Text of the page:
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    Because GPU just has more cores (not even much more - 2x or 4x compared to CPU),
    Similarly-priced 6-core CPU has 12 threads, while GF1660 has 1408/16=88 cores, each core can run up to 16 threads, and in order to hide latencies of loads, jumps and other slow operations, each core should run at least 3-4 threads. So, we have 12 threads vs 300 threads. And then, CPU has LLC about 1 MB/thread, while GPU cache is about 10 KB/thread, making many CPU-optimized algos inefficient.

    BSC employs GPU only for radix sorting, Radyx seems to have similar part of algorithm, so GPU may be used to offload this part of work.

    Regarding match finders and optimal parsing, I have some thoughts, we may discuss it.
    Last edited by Bulat Ziganshin; 15th June 2020 at 18:23.

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    You can build a suffix array in parallel on gpu, you can use that for match finding. Bulat has suggested using Nvidia's NvBio library before since it has a GPU accelerated suffix array algorithm, I think it's a good idea. As for the cost of integrating it into LZMA, probably a week if you know what you're doing.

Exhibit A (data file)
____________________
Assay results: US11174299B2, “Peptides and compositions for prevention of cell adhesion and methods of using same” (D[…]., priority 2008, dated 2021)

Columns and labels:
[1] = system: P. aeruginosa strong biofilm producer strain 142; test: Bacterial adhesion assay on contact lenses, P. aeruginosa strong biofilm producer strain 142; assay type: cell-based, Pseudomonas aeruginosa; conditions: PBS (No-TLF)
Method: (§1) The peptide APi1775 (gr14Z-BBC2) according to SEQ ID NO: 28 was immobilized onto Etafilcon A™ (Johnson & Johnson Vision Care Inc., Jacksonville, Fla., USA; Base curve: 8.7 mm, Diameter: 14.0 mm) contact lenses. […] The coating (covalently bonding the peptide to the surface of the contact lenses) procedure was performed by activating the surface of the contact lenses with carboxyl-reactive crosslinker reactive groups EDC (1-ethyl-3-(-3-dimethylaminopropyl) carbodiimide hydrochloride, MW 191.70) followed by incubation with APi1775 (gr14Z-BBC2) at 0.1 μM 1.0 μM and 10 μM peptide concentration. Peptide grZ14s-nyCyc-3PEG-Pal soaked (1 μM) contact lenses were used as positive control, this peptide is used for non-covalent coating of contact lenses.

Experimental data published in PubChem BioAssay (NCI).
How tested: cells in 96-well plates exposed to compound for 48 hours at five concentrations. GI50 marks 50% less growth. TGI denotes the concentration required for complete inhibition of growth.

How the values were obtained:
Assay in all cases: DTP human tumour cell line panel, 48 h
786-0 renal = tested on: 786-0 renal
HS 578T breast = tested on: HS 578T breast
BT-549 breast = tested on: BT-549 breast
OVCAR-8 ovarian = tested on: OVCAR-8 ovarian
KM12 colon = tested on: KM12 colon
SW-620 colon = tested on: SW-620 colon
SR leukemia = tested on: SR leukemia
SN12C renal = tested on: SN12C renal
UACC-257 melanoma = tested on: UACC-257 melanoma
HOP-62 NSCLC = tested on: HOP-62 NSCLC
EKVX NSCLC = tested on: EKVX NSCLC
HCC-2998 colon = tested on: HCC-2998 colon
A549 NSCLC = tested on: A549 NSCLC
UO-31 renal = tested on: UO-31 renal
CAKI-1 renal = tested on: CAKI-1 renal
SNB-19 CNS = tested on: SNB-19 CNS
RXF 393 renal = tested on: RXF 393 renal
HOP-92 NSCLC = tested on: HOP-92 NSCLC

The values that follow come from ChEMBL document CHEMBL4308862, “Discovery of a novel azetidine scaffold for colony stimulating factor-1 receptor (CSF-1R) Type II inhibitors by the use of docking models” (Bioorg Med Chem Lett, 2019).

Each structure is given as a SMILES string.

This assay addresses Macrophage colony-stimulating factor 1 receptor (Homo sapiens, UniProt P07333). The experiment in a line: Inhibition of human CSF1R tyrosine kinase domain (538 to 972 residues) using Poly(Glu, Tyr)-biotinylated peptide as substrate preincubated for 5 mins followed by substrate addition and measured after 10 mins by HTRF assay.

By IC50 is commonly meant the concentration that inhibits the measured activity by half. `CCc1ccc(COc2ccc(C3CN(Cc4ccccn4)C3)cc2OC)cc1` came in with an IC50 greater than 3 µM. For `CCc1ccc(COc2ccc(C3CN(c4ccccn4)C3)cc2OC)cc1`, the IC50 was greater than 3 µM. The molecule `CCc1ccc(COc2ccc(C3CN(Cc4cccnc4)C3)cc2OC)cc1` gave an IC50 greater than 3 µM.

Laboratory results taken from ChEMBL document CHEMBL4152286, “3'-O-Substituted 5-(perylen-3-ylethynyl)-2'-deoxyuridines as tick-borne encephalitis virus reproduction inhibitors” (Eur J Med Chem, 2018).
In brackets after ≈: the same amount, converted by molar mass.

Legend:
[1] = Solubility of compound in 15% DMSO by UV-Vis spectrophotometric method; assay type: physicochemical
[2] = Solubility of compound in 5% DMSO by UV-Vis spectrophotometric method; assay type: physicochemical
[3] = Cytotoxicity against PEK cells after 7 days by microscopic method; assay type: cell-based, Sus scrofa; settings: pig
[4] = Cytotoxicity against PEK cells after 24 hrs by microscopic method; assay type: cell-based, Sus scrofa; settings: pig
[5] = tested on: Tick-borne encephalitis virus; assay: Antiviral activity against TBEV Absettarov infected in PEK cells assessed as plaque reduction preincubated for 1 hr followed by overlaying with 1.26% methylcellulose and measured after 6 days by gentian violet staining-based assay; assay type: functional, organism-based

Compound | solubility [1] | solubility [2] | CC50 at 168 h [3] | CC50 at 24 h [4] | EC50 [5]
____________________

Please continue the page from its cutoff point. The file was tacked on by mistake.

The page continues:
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    Quote Originally Posted by Lucas View Post
    Bulat has suggested using Nvidia's NvBio library before since it has a GPU accelerated suffix array algorithm
    This https://nvlabs.github.io/nvbio/nvbwt_page.html https://github.com/NVlabs/nvbio/tree/master/nvBWT ? Is that a regular BWT? I don't have nVidia GPU to check.

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    Programmer Bulat Ziganshin's Avatar
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    Let's continue. Before dreaming about massive-parallel processors, we should finish our homework with m/t, vectorized CPU code. Yeah, GPUs are much more advanced in SIMD operations, but finally AVX512 became pretty close to the first CUDA GPU, Tesla.

    So, what we can do